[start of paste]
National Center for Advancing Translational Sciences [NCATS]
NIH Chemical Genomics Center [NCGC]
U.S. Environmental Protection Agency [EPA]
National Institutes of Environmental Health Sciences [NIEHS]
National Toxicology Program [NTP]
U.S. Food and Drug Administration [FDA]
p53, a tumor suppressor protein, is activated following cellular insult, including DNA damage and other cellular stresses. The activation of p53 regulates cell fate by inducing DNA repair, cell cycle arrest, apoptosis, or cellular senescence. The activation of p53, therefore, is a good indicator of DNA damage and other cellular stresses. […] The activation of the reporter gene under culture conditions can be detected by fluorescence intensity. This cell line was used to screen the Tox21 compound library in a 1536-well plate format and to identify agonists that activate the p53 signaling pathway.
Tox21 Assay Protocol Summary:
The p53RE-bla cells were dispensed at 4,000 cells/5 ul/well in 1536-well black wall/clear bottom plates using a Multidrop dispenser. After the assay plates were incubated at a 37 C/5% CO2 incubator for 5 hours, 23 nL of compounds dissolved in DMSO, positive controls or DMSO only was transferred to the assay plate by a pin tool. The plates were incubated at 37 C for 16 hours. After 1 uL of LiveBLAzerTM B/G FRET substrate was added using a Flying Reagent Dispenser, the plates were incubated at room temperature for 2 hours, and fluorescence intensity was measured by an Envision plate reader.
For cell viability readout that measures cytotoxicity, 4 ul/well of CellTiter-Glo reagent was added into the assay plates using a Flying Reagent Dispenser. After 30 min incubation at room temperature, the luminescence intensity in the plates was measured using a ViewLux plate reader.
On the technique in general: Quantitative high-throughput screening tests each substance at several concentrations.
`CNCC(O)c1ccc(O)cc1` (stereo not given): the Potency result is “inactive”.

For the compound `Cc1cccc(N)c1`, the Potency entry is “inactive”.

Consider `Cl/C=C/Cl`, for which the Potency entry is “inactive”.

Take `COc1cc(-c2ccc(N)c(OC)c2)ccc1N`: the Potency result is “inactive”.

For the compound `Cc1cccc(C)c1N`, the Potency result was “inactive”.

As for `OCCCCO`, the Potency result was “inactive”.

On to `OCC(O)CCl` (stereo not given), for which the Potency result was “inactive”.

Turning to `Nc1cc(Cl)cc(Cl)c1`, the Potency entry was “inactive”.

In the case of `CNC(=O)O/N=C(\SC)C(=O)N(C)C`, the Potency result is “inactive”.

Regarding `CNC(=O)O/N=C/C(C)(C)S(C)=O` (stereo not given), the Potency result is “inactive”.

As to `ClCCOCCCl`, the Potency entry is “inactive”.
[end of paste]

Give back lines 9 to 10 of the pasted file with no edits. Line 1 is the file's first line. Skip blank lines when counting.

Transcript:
The p53RE-bla cells were dispensed at 4,000 cells/5 ul/well in 1536-well black wall/clear bottom plates using a Multidrop dispenser. After the assay plates were incubated at a 37 C/5% CO2 incubator for 5 hours, 23 nL of compounds dissolved in DMSO, positive controls or DMSO only was transferred to the assay plate by a pin tool. The plates were incubated at 37 C for 16 hours. After 1 uL of LiveBLAzerTM B/G FRET substrate was added using a Flying Reagent Dispenser, the plates were incubated at room temperature for 2 hours, and fluorescence intensity was measured by an Envision plate reader.
For cell viability readout that measures cytotoxicity, 4 ul/well of CellTiter-Glo reagent was added into the assay plates using a Flying Reagent Dispenser. After 30 min incubation at room temperature, the luminescence intensity in the plates was measured using a ViewLux plate reader.